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Bacteria programmed to kill are new weapons against cancer

On aging, red blood cells lose protein CD47. Finally, immune cells no longer skip and destroy the old cells to make room for new ones. Mutations in cancer cells can cause the CD47 gene to be involved. The immune system then sees these cells as harmless, allowing them to grow into dangerous tumors.

In recent years, scientists have developed antibodies that can bind CD47 proteins to cancer cells. Then immune cells learn to recognize cancer cells as dangerous and aggressive, but standard antibodies are large molecules that can not be inserted into a large tumor. And since they need to inject into the bloodstream, these antibodies end up all over the body, causing side effects.

Dr. Nicholas Arpais, an immunologist from Columbia University in New York and a synthetic biologist, Dr. Tal Danino, wondered if they could use bacteria and turn the immune system into cancer cells but from the tumor rather than outside. Ordinary bacteria will accept tumors in the body and they will be their hideouts from the immune system. In 2016, Dr. Danino helped build bacteria that can create drugs to fight the tumors once they get in.

Bacteria can not produce normal antibodies to CD47, but Dr. Dugan and his colleagues have recently developed a small version of the molecule called nanoparticles. They are not only small enough but are much more powerful than conventional antibodies. Researchers inserted the gene into bacteria and turned them into nanotechnological plants. And their five million injected into tumors in mice. They were programmed to "commit" mass suicide.

After being closed and multiplied, 90 bacteria were destroyed and thus nanoparticles were discarded. They were glued to CD47 and tumor cells and thus removed their protection. The dead bacteria cut the tumor and drew the attention of the immune system that attacks the cancer cells. In the circumscribed tumor, surviving bacteria began to multiply. When their population grows, the majority is again committing suicide, and so it fired another contingent of nanotechnologies and fragments. A double attack can remove the tumors in which it is injected.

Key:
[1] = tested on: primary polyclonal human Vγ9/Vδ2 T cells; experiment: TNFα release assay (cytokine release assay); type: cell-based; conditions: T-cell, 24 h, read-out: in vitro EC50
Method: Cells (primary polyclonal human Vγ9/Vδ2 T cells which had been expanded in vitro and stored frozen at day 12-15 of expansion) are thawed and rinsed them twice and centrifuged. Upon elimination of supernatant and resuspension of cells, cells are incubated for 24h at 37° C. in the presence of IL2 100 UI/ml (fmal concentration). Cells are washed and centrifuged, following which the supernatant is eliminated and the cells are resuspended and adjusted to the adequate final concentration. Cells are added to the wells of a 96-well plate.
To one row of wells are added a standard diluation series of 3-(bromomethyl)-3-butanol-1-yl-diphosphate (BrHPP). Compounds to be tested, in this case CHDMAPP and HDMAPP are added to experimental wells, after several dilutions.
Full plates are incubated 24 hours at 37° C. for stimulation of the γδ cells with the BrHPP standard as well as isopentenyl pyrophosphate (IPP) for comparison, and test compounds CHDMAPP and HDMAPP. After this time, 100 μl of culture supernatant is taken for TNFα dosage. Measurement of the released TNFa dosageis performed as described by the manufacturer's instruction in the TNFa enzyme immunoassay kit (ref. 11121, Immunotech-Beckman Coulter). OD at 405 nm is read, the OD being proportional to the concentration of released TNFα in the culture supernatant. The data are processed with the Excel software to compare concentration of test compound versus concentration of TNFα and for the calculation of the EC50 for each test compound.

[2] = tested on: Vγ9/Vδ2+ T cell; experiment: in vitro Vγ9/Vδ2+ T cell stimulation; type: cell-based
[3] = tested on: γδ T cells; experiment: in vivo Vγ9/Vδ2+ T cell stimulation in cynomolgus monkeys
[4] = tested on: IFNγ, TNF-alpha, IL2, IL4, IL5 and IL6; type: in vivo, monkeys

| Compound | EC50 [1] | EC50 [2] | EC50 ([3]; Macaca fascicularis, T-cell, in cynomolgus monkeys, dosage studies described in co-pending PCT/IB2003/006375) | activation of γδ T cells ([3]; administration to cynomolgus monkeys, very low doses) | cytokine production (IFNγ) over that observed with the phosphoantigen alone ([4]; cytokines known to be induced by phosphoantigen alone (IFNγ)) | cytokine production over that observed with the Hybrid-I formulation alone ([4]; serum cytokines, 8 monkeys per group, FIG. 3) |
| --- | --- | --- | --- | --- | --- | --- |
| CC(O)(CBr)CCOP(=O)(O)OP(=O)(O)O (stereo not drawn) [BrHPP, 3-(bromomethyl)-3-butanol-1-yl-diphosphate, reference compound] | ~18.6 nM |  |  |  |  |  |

When Dr. Dugan and his colleagues developed CD47 nanoparticles, they realized transport to cancer cells was critical to its effectiveness, but they never thought anyone would hide it in a microscopic Trojan horse.

"I love when something like that happens, that's a great little machine," said Dr. Dugan.

This approach has the potential to reduce the side effects of cancer treatment. Instead of swallowing the body of mice with drugs, the bacteria are targeting tumors. Thanks to their miniaturization, the leakage of nanoparticles from cancer cells quickly clears the body. Once the bacteria killed a tumor, other tumors in mice also declined. It is possible for bacteria to help the immune system and to learn to recognize other cancer cells.

Can people against cancer as well as mice?

In previous studies, scientists have shown that bacteria that swallow mice can reach the liver and from there to attack tumors. This is a very important finding because the liver is most often categorized as cancer. If such reprogrammed bacteria help the immune system cells to recognize a tumor in the liver, they can attack cancer in other parts of the body.

However, Dr. Dugan warns that such programmed bacteria in humans should not be as strong as in mice.

– In principle, we have the same system, but only to a greater extent. This means that things are not transmitted so effectively from one part of the person to another – he says.

A new study shows how advanced synthetic biology has advanced in recent years, says Tim Lou, a biologist and co-founder of Sinlodzik, who also reprogrammed bacteria to fight cancer.

– These things are not seen as crazy things about the game. They can potentially find their way to the patients, "he concludes.

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